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Mayfield windfarm appeal lodged  

Credit:  Mar 21 2013 by Stuart Gillespie, Galloway News | www.dgstandard.co.uk ~~

Plans for a windfarm which attracted more than 500 objections are back on the agenda.

Community Windpower ha. lodged an appeal with the Scottish Government after the Mayfield development near Kirkcudbright was thrown out by councillors in December.

They were worried about the effect the six, 130 metre tall turbines would have on the local landscape.

However, in the appeal Community Windpower claims the development would not have a “significant effect on landscape and character” of the Solway Coast regional scenic area.

The developers also believe there would not be an “unacceptable, significant” effect on the local landscape.

And they feel the development meets “the renewable energy and climate change policy at international, UK and Scottish Government guidance”.

Keith Mycock of local pressure group Turbine Watch 312 hit out at Community Windpower’s decision to pursue the development.

He said: “It is disappointing that Community Windpower have decided to appeal against the refusal of their Mayfield proposal, particularly as it was so overwhelmingly rejected by Dumfries and Galloway Council’s planning applications committee.

“This appeal will be a real test of the Scottish Government’s stated position that ‘only developments in the right place will be approved’.

“The development was contrary to the Dumfries and Galloway local planning policy and this view was supported by the council’s landscape architect and Scottish Natural Heritage.

“If the government sees fit to overturn the refusal of this application it will demonstrate their disdain for local democracy.”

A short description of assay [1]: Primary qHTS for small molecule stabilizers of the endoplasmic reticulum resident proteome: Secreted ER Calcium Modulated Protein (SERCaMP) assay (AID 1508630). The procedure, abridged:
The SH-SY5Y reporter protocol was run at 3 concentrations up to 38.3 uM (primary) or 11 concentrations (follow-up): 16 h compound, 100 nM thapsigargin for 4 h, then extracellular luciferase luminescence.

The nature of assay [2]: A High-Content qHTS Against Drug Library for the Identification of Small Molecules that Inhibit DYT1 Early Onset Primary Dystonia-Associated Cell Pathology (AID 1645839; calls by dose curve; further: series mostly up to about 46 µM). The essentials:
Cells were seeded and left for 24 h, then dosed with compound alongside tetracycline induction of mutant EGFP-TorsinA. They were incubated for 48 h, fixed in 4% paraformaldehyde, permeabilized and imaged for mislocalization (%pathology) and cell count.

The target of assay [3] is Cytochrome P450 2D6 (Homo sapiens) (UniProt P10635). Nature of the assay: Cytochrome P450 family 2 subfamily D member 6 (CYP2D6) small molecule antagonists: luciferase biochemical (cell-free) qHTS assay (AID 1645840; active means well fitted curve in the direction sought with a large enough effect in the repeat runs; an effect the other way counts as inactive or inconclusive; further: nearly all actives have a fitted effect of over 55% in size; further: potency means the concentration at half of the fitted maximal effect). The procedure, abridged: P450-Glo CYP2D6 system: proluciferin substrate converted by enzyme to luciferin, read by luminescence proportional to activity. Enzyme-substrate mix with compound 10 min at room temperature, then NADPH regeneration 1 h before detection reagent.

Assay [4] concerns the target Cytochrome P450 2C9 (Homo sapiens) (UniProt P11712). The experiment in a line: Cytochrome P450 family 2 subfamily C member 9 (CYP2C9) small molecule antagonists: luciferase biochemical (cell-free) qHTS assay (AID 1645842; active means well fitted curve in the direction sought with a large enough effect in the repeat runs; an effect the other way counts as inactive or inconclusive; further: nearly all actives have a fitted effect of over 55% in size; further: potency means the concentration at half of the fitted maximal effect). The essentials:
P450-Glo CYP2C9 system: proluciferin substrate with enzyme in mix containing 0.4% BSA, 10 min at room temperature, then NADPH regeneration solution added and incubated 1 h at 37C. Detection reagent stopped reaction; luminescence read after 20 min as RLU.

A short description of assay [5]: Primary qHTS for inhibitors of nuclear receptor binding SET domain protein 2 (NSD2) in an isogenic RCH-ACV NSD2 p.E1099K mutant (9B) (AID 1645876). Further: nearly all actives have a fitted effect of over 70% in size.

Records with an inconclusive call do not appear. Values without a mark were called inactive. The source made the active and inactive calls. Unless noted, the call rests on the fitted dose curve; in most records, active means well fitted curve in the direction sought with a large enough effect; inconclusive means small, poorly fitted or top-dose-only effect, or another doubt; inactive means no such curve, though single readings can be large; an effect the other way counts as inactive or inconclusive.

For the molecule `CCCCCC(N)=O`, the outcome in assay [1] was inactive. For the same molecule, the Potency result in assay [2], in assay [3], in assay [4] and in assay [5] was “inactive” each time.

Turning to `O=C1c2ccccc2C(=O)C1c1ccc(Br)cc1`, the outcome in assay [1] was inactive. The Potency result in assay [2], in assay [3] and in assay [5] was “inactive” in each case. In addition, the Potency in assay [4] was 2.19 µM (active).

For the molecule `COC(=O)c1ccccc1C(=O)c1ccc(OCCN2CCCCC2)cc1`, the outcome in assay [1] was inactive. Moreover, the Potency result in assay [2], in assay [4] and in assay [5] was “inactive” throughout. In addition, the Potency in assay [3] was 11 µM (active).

Meanwhile, plans for a 50 wind turbine development will be unveiled to the public next week.

Swedish energy firm Vattenfall are planning to build South Kyle windfarm on the border between East Ayrshire and Dumfries and Galloway, with around 20 of the turbines in Carsphairn Forest.

If given the go ahead it will be capable of generating up to 150 megawatts and Vattenfall are proposing to run a community benefit fund worth £750,000 a year – which could see as much as £15million handed out over the development’s 20 year lifespan.

The plans will be displayed in Carsphairn’s Lagwyne Hall between 2pm and 8pm on Tuesday.

Vattenfall’s senior project manager, Alison Daugherty, said: “We first visited the local communities at the end of 2011 before we had developed a layout of the windfarm. Since then the project team has listened carefully to the views and comments given at each community meeting and has used them along with those of the statutory consultees as a basis for the South Kyle windfarm design.

“We have undertaken a detailed design process resulting in a proposal for 50 wind turbines, each of which could have a generating capacity of up to 3.6MW. We would like to thank the community for sharing their knowledge and insights with us.

“Productive discussions took place at the first and second round of public exhibitions and we look forward to informing local residents of our detailed plans. We are looking forward to the next phase of development when South Kyle becomes a live planning submission and ideas on how this significant project could aid investment into the community can really be firmed up. ”

Source:  Mar 21 2013 by Stuart Gillespie, Galloway News | www.dgstandard.co.uk

This article is the work of the source indicated. Any opinions expressed in it are not necessarily those of National Wind Watch.

The copyright of this article resides with the author or publisher indicated. As part of its noncommercial effort to present the environmental, social, scientific, and economic issues of large-scale wind power development to a global audience seeking such information, National Wind Watch endeavors to observe “fair use” as provided for in section 107 of U.S. Copyright Law and similar “fair dealing” provisions of the copyright laws of other nations. Send requests to excerpt, general inquiries, and comments via e-mail.

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